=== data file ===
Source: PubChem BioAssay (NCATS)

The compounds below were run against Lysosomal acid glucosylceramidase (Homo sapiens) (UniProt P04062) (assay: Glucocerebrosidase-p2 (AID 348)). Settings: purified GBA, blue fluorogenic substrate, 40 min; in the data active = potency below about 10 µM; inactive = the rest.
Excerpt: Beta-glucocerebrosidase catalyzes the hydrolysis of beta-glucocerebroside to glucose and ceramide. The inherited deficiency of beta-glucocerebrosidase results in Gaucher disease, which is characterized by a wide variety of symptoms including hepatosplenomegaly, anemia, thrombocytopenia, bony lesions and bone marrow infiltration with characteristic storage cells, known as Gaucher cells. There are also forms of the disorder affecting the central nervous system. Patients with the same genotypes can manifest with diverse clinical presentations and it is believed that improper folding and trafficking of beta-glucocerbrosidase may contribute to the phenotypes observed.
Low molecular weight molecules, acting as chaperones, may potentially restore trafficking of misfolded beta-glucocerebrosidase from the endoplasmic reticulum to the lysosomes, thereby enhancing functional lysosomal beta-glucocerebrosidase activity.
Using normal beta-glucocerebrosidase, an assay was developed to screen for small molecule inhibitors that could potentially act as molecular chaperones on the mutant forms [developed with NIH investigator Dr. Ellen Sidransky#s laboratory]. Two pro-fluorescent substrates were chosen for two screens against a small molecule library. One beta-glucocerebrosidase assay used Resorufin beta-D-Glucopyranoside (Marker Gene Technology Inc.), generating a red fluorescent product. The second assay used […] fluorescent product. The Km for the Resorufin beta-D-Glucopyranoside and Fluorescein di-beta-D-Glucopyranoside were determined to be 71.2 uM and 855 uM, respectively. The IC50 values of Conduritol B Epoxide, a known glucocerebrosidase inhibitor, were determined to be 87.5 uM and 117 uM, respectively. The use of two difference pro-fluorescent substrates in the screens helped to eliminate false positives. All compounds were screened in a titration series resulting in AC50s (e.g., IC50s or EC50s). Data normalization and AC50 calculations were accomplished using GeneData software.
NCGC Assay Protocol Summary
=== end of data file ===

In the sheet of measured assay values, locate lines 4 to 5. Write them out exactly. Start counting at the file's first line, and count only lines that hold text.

Low molecular weight molecules, acting as chaperones, may potentially restore trafficking of misfolded beta-glucocerebrosidase from the endoplasmic reticulum to the lysosomes, thereby enhancing functional lysosomal beta-glucocerebrosidase activity.
Using normal beta-glucocerebrosidase, an assay was developed to screen for small molecule inhibitors that could potentially act as molecular chaperones on the mutant forms [developed with NIH investigator Dr. Ellen Sidransky#s laboratory]. Two pro-fluorescent substrates were chosen for two screens against a small molecule library. One beta-glucocerebrosidase assay used Resorufin beta-D-Glucopyranoside (Marker Gene Technology Inc.), generating a red fluorescent product. The second assay used […] fluorescent product. The Km for the Resorufin beta-D-Glucopyranoside and Fluorescein di-beta-D-Glucopyranoside were determined to be 71.2 uM and 855 uM, respectively. The IC50 values of Conduritol B Epoxide, a known glucocerebrosidase inhibitor, were determined to be 87.5 uM and 117 uM, respectively. The use of two difference pro-fluorescent substrates in the screens helped to eliminate false positives. All compounds were screened in a titration series resulting in AC50s (e.g., IC50s or EC50s). Data normalization and AC50 calculations were accomplished using GeneData software.